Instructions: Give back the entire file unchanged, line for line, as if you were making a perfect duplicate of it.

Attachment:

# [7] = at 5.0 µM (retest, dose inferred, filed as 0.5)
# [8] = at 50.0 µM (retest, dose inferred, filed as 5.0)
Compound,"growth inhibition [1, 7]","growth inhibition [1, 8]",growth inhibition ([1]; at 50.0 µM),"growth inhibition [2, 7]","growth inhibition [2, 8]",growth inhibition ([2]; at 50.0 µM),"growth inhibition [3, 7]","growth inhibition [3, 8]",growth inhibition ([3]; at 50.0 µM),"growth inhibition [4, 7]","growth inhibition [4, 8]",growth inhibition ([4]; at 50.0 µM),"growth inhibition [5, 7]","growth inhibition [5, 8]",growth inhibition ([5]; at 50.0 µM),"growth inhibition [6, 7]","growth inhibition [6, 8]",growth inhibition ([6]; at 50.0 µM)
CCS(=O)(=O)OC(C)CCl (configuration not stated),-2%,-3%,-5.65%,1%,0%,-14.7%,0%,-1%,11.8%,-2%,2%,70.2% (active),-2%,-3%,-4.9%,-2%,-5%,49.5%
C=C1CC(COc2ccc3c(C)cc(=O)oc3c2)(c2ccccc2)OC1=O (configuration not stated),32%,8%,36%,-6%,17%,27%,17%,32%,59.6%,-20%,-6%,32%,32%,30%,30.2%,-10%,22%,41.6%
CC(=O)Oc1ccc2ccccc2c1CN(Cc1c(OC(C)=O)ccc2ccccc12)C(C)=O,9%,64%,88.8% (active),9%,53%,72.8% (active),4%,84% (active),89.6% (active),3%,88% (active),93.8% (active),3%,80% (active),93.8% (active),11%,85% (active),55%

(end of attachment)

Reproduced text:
# [7] = at 5.0 µM (retest, dose inferred, filed as 0.5)
# [8] = at 50.0 µM (retest, dose inferred, filed as 5.0)
Compound,"growth inhibition [1, 7]","growth inhibition [1, 8]",growth inhibition ([1]; at 50.0 µM),"growth inhibition [2, 7]","growth inhibition [2, 8]",growth inhibition ([2]; at 50.0 µM),"growth inhibition [3, 7]","growth inhibition [3, 8]",growth inhibition ([3]; at 50.0 µM),"growth inhibition [4, 7]","growth inhibition [4, 8]",growth inhibition ([4]; at 50.0 µM),"growth inhibition [5, 7]","growth inhibition [5, 8]",growth inhibition ([5]; at 50.0 µM),"growth inhibition [6, 7]","growth inhibition [6, 8]",growth inhibition ([6]; at 50.0 µM)
CCS(=O)(=O)OC(C)CCl (configuration not stated),-2%,-3%,-5.65%,1%,0%,-14.7%,0%,-1%,11.8%,-2%,2%,70.2% (active),-2%,-3%,-4.9%,-2%,-5%,49.5%
C=C1CC(COc2ccc3c(C)cc(=O)oc3c2)(c2ccccc2)OC1=O (configuration not stated),32%,8%,36%,-6%,17%,27%,17%,32%,59.6%,-20%,-6%,32%,32%,30%,30.2%,-10%,22%,41.6%
CC(=O)Oc1ccc2ccccc2c1CN(Cc1c(OC(C)=O)ccc2ccccc12)C(C)=O,9%,64%,88.8% (active),9%,53%,72.8% (active),4%,84% (active),89.6% (active),3%,88% (active),93.8% (active),3%,80% (active),93.8% (active),11%,85% (active),55%